Characterization of the Gastric Cardia in Volunteers from the General Population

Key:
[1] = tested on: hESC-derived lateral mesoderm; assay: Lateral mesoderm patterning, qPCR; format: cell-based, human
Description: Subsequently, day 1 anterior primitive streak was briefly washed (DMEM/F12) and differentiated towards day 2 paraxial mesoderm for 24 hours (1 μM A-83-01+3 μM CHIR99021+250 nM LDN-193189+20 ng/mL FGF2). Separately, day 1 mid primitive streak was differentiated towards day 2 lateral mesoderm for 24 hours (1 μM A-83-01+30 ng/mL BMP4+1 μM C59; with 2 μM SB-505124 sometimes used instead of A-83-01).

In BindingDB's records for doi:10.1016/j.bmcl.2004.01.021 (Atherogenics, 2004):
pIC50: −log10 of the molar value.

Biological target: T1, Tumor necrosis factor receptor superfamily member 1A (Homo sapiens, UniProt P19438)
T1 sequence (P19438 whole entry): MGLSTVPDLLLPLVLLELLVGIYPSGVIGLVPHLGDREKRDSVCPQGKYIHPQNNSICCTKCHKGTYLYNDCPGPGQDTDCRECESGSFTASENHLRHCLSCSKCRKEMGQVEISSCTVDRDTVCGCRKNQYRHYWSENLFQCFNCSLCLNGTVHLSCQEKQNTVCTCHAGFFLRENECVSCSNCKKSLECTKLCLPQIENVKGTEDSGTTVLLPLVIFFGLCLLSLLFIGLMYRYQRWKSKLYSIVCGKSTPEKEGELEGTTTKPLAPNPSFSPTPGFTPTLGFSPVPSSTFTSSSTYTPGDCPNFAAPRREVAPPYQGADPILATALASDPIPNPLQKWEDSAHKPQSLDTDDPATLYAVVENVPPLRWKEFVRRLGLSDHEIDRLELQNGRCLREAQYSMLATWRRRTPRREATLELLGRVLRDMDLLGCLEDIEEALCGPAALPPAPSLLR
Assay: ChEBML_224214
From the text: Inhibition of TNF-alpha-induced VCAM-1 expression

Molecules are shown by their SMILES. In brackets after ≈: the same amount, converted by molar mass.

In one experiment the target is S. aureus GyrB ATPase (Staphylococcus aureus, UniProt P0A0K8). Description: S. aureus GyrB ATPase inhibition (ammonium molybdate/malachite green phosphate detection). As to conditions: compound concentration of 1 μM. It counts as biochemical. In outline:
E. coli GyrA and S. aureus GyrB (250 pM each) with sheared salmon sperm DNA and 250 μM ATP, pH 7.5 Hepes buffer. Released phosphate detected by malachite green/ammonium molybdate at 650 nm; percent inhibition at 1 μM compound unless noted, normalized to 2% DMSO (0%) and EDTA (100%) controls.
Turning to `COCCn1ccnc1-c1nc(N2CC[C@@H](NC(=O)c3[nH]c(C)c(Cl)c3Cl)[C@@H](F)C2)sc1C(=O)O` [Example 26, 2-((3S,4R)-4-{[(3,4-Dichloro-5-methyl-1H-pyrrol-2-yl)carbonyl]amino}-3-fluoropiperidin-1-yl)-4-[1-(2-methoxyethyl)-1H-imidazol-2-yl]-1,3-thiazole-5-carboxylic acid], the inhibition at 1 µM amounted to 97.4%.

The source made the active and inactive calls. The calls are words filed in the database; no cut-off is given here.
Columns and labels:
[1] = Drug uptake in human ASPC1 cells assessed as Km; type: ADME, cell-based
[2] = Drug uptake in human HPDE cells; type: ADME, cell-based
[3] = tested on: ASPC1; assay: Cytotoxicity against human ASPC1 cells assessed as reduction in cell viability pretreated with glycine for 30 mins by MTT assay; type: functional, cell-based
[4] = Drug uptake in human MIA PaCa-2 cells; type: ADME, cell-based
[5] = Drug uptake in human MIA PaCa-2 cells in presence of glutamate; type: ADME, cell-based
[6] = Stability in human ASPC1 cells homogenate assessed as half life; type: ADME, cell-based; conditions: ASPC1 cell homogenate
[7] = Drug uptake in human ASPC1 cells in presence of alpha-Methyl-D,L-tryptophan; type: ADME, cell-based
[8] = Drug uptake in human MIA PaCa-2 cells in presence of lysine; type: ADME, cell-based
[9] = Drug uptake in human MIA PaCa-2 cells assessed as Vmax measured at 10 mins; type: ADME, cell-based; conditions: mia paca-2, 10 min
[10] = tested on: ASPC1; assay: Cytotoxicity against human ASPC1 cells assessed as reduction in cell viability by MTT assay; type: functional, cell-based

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The aim of this research was to characterize the mucosa of the gastric cardia in relation to infection with Helicobacter pylori and the occurrence of chronic gastritis in other parts of the stomach in a sample of the general population. In this study, 80 adult volunteers underwent esophagogastroscopy with biopsies from the gastric cardia, corpus, and antrum. Gastritis was classified according to the Sydney system. Chronic gastritis (cardia excepted) was diagnosed in 35 subjects, 30 with H. pylori infection. Epithelial proliferative activity (Ki-67), p53- and p21 expression were examined quantitatively with cell counting after immunohistochemical stainings. Esophagitis was diagnosed macroscopically. Fourty eight subjects had cardia-type and 32 corpus-type mucosa in the anatomical cardia. The prevalence of esophagitis (nine cases) did not differ between these groups. Carditis was more prevalent among subjects with cardia-type mucosa (73 vs. 28%, P < 0.0001). H. pylori was present in 48% of those with cardia-type and 25% of those with corpus-type mucosa (P = 0.06). Of the 44 subjects with carditis, 31 had H. pylori in this location. The group with H. pylori infection had significantly higher mucosal proliferative activity when compared to uninfected subjects. Among the subjects with H. pylori-associated carditis, more p53-positive epithelial cells were detected compared to both the non-infected group (P = 0.0004) and to subjects with non-H. pylori-associated carditis (P = 0.03). In subjects with cardia-type mucosa, and both carditis and gastritis, the degree of chronic inflammation was higher in the cardia compared to the corpus and antrum and the p53 expression was significantly higher in the cardia compared to the corpus, but similar to that in the antrum. The proliferative activity was significantly higher in the antrum compared to the cardia and corpus, respectively. In conclusion, H. pylori infection, carditis, and increased p53 expression are more common in subjects with cardia- than corpus-type mucosa in the gastric cardia. Carditis is mainly related to H. pylori infection. There are some differences regarding inflammation, proliferative activity, and p53 expression between the cardia and other regions of the stomach, yet the significance of these differences remains to be clarified.